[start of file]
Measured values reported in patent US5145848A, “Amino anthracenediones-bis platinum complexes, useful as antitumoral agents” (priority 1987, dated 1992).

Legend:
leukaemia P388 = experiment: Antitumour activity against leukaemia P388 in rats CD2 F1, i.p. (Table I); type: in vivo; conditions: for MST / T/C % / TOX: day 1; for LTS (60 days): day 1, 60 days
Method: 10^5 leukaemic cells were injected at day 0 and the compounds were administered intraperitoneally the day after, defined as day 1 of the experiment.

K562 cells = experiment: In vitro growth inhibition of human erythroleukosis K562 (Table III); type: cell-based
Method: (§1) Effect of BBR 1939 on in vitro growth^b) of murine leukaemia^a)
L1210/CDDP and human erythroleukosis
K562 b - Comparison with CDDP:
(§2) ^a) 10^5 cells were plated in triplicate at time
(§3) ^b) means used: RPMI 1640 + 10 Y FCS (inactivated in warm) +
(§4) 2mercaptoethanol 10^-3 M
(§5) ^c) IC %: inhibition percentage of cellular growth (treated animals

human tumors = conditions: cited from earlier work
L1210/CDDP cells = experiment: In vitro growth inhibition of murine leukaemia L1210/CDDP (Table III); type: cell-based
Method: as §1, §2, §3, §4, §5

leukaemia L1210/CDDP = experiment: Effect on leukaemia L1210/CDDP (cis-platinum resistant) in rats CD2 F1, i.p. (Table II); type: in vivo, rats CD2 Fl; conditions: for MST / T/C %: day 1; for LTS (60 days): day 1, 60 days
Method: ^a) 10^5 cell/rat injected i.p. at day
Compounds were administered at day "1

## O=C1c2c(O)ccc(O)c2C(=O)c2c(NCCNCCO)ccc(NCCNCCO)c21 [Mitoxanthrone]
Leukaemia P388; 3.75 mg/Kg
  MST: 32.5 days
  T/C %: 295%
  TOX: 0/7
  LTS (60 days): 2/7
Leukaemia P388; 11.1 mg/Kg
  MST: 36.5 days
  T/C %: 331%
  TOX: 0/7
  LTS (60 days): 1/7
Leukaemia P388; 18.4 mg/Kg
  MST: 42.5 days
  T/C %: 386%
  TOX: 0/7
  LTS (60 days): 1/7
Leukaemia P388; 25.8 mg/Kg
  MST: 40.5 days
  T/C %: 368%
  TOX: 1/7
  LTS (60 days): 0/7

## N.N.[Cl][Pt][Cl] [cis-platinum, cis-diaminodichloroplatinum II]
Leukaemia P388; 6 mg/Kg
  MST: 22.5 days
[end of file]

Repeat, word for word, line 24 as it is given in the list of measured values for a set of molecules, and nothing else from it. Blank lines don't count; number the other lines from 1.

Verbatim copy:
  LTS (60 days): 2/7